Coming soon to LEME

§  Ortus Vocabulorum (Latin-English, 1500): 25,500 word-entries.

§  Henry Hexham, A Copious English and Netherdutch Dictionary (1647): 33,000 word-entries.

Lexicons of Early Modern English is a growing historical database offering scholars unprecedented access to early books and manuscripts documenting the growth and development of the English language. With more than 660,000 word-entries from 199 monolingual, bilingual, and polyglot dictionaries, glossaries, and linguistic treatises, encyclopedic and other lexical works from the beginning of printing in England to 1702, as well as tools updated annually, LEME sets the standard for modern linguistic research on the English language.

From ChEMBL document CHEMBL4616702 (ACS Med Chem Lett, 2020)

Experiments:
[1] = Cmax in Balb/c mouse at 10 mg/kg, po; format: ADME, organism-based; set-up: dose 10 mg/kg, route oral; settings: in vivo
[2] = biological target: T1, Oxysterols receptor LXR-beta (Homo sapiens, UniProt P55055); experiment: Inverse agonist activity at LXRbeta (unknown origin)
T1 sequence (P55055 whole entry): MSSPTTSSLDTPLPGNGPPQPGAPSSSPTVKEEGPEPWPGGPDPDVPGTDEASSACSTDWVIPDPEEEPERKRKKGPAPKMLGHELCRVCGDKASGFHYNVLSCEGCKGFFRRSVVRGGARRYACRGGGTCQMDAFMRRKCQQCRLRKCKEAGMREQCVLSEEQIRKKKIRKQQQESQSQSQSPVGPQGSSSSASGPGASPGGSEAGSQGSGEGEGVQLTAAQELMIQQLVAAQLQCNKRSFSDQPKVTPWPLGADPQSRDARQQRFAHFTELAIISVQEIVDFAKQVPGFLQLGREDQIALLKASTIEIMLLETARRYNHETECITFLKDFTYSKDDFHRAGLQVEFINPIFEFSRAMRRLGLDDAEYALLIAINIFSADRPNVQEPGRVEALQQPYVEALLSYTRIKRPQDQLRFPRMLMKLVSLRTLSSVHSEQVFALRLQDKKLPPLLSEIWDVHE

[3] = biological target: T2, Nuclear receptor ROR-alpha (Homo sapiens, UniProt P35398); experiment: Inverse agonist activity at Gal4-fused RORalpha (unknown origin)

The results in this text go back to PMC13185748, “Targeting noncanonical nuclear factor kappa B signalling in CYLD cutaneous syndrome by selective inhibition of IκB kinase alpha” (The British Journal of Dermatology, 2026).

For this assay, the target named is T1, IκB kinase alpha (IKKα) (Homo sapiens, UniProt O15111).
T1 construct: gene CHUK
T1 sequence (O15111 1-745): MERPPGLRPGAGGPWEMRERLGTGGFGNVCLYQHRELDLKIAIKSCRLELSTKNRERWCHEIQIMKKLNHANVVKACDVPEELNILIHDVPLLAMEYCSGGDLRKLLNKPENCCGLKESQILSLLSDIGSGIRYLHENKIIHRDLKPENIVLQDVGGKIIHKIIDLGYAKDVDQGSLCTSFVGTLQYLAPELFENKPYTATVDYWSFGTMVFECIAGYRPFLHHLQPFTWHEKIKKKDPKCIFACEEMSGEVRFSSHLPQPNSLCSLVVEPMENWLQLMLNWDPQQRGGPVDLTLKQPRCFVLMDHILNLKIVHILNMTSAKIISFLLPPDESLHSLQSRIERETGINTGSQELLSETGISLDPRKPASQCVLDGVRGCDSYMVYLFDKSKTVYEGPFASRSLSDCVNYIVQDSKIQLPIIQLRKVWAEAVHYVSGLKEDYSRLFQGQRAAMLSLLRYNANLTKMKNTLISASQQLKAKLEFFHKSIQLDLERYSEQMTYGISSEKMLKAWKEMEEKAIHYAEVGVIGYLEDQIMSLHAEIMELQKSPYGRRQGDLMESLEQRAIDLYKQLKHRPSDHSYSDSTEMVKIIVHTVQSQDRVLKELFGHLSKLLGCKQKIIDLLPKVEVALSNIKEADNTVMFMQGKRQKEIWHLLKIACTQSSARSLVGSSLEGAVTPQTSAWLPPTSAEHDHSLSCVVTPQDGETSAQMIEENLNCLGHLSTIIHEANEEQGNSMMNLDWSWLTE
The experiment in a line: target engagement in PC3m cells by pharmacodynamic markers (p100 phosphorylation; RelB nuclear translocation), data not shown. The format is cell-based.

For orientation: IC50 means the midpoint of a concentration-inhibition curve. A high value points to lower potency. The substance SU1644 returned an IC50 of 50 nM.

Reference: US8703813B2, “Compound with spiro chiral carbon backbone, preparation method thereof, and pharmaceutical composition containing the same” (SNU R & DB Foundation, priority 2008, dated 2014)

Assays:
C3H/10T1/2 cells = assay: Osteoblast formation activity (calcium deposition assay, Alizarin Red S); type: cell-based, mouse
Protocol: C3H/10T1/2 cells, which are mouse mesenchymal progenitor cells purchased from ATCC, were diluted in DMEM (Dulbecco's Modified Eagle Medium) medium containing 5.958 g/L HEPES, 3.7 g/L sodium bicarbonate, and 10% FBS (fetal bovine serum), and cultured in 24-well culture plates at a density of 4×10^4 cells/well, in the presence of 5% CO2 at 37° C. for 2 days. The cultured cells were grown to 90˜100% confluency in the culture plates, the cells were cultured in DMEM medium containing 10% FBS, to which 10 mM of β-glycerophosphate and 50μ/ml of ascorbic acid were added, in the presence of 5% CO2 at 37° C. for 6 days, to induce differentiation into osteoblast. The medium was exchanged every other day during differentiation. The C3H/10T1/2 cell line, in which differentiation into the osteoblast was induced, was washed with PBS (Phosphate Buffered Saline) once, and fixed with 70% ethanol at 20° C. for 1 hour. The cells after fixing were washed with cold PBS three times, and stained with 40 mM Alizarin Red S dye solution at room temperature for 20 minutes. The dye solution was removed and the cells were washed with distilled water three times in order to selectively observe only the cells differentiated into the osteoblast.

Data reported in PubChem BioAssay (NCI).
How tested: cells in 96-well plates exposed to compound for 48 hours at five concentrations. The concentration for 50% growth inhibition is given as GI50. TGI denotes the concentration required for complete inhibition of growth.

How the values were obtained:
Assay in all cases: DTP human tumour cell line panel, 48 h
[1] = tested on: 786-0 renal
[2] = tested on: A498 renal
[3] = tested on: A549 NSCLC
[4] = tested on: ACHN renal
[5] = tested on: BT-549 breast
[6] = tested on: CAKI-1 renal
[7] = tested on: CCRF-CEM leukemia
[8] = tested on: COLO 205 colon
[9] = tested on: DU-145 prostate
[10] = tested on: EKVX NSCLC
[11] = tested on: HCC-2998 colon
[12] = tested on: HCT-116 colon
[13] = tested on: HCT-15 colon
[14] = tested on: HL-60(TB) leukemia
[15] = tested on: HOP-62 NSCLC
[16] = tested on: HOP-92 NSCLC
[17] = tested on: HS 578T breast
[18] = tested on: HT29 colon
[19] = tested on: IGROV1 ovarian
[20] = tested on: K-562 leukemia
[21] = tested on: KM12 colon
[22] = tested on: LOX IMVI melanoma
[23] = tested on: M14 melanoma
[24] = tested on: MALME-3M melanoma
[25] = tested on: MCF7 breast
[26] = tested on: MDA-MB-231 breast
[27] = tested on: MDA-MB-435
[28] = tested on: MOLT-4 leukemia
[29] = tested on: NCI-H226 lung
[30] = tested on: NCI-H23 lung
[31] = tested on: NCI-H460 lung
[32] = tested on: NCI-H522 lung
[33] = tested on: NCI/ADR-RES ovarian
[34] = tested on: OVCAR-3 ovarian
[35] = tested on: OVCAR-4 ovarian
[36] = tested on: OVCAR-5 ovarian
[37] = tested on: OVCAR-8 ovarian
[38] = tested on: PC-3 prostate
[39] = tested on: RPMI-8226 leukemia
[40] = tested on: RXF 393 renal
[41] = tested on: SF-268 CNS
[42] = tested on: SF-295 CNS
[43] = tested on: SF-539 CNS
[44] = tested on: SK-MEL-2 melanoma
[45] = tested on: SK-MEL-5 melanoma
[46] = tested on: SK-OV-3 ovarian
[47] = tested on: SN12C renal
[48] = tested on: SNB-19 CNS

Use Modern Techniques to Research Early Modern English!
199 Searchable lexicons
148 Fully analyzed lexicons
664 546 Total word entries
444 971 Fully analyzed word entries
573 423 Total analyzed forms and subforms
444 972 Total analyzed forms
128 451 Total analyzed subforms
60 891 Total English modern headwords

LEME provides exciting opportunities for research for historians of the English language. More than a half-million word-entries devised by contemporary speakers of early modern English describe the meaning of words, and their equivalents in languages such as French, Italian, Spanish, Latin, Greek, Hebrew, and other tongues encountered then in Europe, America, and Asia.

University of Toronto Press Journals
5201 Dufferin St., Toronto, ON, Canada M3H 5T8
Tel: (416) 667-7810 Fax: (416) 667-7881
journals at utpress.utoronto.ca
www.utpjournals.com/leme http://www.utpjournals.com/leme
http://leme.library.utoronto.ca/

posted by T Hawkins